By John Poirier
NEW YORK (Reuters) - The economy might be edging toward a recession in the wake of mortgage-related credit woes plaguing the financial markets, bankers and analysts said on Monday.
"I think that the risk of a recession is greater than people realize," James Dunne, chief executive of Sandler O'Neil & Partners, said at the Reuters Finance Summit in New York.
With home prices dropping, more people about to lose their homes due to unaffordable mortgages and sharply higher oil prices, the economy could be on the brink of slowing down, they said.
"I think there is a serious risk to the economy," Howard Lutnick, CEO of Cantor Fitzgerald, told the summit.
Charles Peabody, partner at New York-based research firm Portales Partners LLC, said the Fed may have to take more aggressive action and drop the benchmark fed funds rate in an effort to prevent a Japanese-style economic stagnation, which eventually evolved into a deflationary recession.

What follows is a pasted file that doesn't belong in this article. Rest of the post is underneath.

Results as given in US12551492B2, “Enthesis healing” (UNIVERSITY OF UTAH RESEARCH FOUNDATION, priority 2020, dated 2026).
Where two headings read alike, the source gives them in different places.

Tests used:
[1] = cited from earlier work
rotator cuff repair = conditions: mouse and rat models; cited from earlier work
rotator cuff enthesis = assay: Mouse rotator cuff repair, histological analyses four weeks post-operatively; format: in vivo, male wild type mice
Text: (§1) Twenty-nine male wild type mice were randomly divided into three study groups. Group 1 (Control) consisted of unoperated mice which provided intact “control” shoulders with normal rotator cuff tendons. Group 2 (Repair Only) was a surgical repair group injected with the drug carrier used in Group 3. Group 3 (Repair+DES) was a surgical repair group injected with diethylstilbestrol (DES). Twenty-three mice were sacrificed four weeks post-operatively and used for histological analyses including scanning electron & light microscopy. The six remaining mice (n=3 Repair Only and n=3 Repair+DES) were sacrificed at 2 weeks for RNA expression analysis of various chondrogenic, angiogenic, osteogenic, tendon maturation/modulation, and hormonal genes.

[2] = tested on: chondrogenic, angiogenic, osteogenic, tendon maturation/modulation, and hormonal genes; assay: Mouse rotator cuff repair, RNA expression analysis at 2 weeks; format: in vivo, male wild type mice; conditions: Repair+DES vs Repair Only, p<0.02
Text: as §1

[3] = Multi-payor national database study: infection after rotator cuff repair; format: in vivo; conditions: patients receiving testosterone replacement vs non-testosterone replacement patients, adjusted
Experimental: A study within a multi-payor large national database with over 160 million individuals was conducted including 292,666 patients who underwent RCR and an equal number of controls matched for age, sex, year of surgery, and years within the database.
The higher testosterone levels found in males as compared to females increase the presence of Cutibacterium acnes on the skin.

"We're moving into a recession, and over time -- the length of which is difficult to predict -- there is going to be a lot more credit problems," he said.
Preliminary data released by the U.S. government last week showed that the gross domestic product grew by 3.9 percent in the third quarter, compared with 3.8 percent in the previous quarter and 0.6 percent in the first three months of this year.
Last week the Fed announced at the end of a two-day meeting of its policy-setting Federal Open Market Committee that it was reducing its federal funds rate a quarter percentage point to 4.5 percent, citing its expectation that "economic expansion will likely slow in the near term" because of the housing sector's problems.
The Fed noted that growth was "solid" in the third quarter and said it thought financial-market strains were easing, but still opted for some insurance to add stimulus.
When asked where the U.S. economy is headed over the next year or so, John Duffy, chairman and CEO of Keefe, Bruyette & Woods, said at the summit: "In the toilet."
With the recent data and Fed moves, Wall Street firms believe the Fed will be forced to reduce interest rates on loans to banks to 3 percent, or even as low as 1 percent, at least over the next year.
Duffy said Fed action alone will not cure what ails the U.S. economy and financial institutions, which are experiencing a liquidity squeeze in the markets for credit and other financial products.
"I don't think they (the Fed) have a silver bullet,' he told Reuters.
(Reporting by John Poirier)